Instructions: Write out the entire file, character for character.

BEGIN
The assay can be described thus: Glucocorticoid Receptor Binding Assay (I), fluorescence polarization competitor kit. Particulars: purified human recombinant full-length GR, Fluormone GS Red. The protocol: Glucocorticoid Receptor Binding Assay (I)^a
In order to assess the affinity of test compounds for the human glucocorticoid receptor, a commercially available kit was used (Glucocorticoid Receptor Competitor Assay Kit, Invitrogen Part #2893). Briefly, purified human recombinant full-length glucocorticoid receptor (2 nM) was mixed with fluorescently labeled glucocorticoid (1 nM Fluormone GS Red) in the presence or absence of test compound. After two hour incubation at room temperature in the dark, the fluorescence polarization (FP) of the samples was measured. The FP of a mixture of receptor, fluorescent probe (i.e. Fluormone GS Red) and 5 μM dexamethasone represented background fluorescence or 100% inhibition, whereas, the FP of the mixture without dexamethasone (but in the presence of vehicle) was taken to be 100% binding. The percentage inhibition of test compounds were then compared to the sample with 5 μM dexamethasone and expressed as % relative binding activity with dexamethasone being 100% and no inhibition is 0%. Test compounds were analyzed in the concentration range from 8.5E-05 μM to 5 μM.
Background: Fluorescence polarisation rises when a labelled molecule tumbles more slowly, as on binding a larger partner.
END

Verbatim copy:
The assay can be described thus: Glucocorticoid Receptor Binding Assay (I), fluorescence polarization competitor kit. Particulars: purified human recombinant full-length GR, Fluormone GS Red. The protocol: Glucocorticoid Receptor Binding Assay (I)^a
In order to assess the affinity of test compounds for the human glucocorticoid receptor, a commercially available kit was used (Glucocorticoid Receptor Competitor Assay Kit, Invitrogen Part #2893). Briefly, purified human recombinant full-length glucocorticoid receptor (2 nM) was mixed with fluorescently labeled glucocorticoid (1 nM Fluormone GS Red) in the presence or absence of test compound. After two hour incubation at room temperature in the dark, the fluorescence polarization (FP) of the samples was measured. The FP of a mixture of receptor, fluorescent probe (i.e. Fluormone GS Red) and 5 μM dexamethasone represented background fluorescence or 100% inhibition, whereas, the FP of the mixture without dexamethasone (but in the presence of vehicle) was taken to be 100% binding. The percentage inhibition of test compounds were then compared to the sample with 5 μM dexamethasone and expressed as % relative binding activity with dexamethasone being 100% and no inhibition is 0%. Test compounds were analyzed in the concentration range from 8.5E-05 μM to 5 μM.
Background: Fluorescence polarisation rises when a labelled molecule tumbles more slowly, as on binding a larger partner.